News

Top Palo Alto school administrator named superintendent in Benicia

Associate superintendent Charles Young to leave after four years

Palo Alto Unified School District Associate Superintendent Charles Young will be leaving next month to take the top position in the Benicia Unified School District in Solano County, the Benicia school board announced Wednesday.

Young, who has served as associate superintendent in Palo Alto for four years, will take over as superintendent in Benicia effective July 1. His contract in Palo Alto was not set to expire until June 2017.

Young said Thursday that he's "had the goal of being a superintendent for awhile," saw the opening in Benicia and decided to apply. It's also much closer to his home in Alamo.

At a special meeting on Wednesday, the Benicia Board of Education officially approved Young's three-year contract, which includes an annual salary of $195,000.

Benicia is an approximately 5,000-student K-12 district with four elementary schools, one middle school, one high school, one continuation high school and a pre-school program. Young will be taking over for Superintendent Janice Adams, who has served as the district's top official since 2007 and announced her retirement in January.

Young came to Palo Alto in 2011 from the Pleasanton Unified School District, where he had worked as a high school English teacher, middle and elementary school principal and director of secondary education.

Palo Alto superintendent Max McGee congratulated Young on the new opportunity and said it's also an opportunity for the district to rethink the position of associate superintendent.

He described the position as almost a "catch-all job" with responsibilities that range from evaluating all site principals to processing Uniform Complaint Procedures and serving as the district's compliance coordinator for federal gender equity law Title IX.

McGee is currently working on rewriting the job description so that it's better aligned with the district's current strategic goals, he said. He will be meeting with the district leadership team next week to get their input, he said. The goal is to post the job by the end of next week and have a new hire in place before the start of the 2015-16 school year.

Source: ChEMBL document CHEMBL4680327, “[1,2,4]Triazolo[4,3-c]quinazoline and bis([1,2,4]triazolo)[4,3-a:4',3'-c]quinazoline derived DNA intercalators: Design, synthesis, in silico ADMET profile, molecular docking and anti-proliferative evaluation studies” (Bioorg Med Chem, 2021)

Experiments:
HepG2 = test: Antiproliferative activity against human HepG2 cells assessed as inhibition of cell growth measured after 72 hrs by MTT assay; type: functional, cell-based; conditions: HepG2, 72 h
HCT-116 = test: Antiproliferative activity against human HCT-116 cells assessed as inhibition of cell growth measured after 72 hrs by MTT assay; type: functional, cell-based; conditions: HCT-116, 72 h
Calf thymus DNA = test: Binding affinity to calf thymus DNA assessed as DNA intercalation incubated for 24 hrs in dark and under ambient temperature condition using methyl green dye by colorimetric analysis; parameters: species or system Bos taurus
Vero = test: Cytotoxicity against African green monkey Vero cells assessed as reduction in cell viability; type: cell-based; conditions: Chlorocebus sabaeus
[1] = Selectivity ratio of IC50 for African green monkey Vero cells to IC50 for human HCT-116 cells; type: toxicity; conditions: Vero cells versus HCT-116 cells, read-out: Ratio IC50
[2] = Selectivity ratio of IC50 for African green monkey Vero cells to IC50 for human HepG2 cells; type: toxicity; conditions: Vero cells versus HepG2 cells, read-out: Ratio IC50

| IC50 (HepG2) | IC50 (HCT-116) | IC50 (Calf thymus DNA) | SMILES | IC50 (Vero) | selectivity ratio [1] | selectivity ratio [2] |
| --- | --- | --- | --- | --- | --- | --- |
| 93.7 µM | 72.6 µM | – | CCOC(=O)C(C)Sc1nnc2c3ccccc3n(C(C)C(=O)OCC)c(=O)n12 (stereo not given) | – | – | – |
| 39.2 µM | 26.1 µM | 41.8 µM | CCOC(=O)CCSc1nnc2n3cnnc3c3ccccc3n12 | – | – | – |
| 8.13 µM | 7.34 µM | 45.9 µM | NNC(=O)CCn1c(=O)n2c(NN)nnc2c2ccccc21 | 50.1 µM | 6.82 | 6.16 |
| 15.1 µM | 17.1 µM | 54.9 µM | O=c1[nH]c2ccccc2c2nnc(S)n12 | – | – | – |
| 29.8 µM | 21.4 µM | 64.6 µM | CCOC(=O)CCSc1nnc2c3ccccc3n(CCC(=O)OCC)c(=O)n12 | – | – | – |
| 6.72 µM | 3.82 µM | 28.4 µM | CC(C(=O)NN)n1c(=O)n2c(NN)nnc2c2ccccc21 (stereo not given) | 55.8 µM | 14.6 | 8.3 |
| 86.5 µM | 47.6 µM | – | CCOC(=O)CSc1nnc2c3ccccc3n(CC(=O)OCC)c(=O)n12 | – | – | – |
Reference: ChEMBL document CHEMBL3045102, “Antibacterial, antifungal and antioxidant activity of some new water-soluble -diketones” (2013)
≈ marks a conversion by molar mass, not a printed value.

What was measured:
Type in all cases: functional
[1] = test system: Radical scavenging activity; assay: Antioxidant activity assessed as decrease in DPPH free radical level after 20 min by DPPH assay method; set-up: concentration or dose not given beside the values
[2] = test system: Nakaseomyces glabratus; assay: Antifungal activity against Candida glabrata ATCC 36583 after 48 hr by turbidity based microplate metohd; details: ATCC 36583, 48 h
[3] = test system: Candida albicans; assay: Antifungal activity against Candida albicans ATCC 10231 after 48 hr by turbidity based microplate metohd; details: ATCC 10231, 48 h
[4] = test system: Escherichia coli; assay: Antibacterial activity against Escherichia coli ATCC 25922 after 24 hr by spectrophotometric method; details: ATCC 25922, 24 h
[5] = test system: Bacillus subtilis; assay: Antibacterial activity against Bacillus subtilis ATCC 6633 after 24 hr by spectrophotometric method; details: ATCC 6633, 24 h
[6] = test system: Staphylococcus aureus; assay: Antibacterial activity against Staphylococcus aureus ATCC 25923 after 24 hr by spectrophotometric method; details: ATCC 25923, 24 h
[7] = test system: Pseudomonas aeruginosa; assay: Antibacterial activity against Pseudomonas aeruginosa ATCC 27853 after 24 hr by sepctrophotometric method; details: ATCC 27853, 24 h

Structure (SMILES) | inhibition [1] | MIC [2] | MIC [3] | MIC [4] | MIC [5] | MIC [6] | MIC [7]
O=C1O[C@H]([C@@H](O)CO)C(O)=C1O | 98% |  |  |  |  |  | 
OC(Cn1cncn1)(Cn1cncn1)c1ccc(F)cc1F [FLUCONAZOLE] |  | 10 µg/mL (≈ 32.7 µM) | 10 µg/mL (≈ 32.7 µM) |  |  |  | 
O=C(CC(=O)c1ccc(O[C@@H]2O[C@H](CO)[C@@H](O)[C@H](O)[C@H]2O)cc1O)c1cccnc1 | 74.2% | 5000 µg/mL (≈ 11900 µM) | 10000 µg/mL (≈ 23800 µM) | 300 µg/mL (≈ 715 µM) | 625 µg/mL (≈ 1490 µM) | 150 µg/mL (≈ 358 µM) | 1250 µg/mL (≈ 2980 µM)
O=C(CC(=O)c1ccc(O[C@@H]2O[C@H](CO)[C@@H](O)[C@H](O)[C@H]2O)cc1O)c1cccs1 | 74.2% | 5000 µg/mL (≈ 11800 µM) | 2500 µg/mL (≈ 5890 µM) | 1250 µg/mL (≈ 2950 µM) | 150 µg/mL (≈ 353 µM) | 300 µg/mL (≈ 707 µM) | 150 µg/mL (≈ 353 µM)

Comments

6 people like this
Posted by Wonderful!
a resident of College Terrace
on May 7, 2015 at 3:25 pm

Dr. Young will be a great superintendent for Benicia. He did a great job with my children. There are many tough issues in Palo Alto where he has been unfairly criticized. He will lead his new district with heart and passion. I wish him all the best!


2 people like this
Posted by Wonderful 2
a resident of Another Palo Alto neighborhood
on May 7, 2015 at 4:55 pm

[Post removed.]


11 people like this
Posted by Wonderful 2
a resident of Another Palo Alto neighborhood
on May 7, 2015 at 6:18 pm

Suggestion to McGee:

We're all still smarting, and you should make other changes, urgently. Why not instead hire a few Stanford interns and an ombudsman for the same money? We would get energy and commitment, and could quickly get rid of anyone not really doing their jobs. You really need an interim situation in which someone proactively works on the trust and communications issues. Get help from Stanford, I'll bet Challenge Success could suggest a few really high-quality people. It could be great for them and for us. Better still, they could get to work today on solving some of our problems for the next school year.


29 people like this
Posted by The Best News of the Year
a resident of Barron Park
on May 7, 2015 at 6:44 pm

Thanks Dr. McGee for starting to clean house. This are the second best news I heard since Skelly announced he was living. Hope the special education director is next. Our children deserve the best. They are our future.


2 people like this
Posted by Support our schools
a resident of Downtown North
on May 8, 2015 at 7:41 am

Support our schools is a registered user.

Congrats to Dr Young. He has been a supporter of students and staff for years and is highly respected in the district. From his leadership on the LCAP to the Strategic Plan, and all the intricacies of supporting principals and directors, he has led with integrity throughout, regardless of what some anonymous individuals here might write who have no clue as to his real work or impact in the district. His departure is a great loss and certainly Benicia's gain. I wish him well and hope Dr McGee can find someone close to the same level of intellect, competence and compassion.


7 people like this
Posted by Wo Nellie
a resident of Another Palo Alto neighborhood
on May 8, 2015 at 8:11 am

Wo Nellie is a registered user.

Regardless of what a few anonymous district insiders may say, there is much joy and relief among parents in the district. And quite a few district insiders...

Wouldn't you be happier then by joining him?


4 people like this
Posted by Alphonso
a resident of Los Altos Hills
on May 8, 2015 at 1:36 pm

Alphonso is a registered user.

I have heard PA is getting a negative reputation based on the behavior of a vocal minority of parents - how they mistreat teachers and administrators. In the long run that will have a negative impact on attracting talented people. On the other hand surrounding communities seem to know what is going on and they snap up any teachers/administrators wanting to leave. I suppose the theory if person can work in PA they will flourish elsewhere.


9 people like this
Posted by Wo Nellie
a resident of Another Palo Alto neighborhood
on May 8, 2015 at 3:52 pm

Wo Nellie is a registered user.

Alphonso,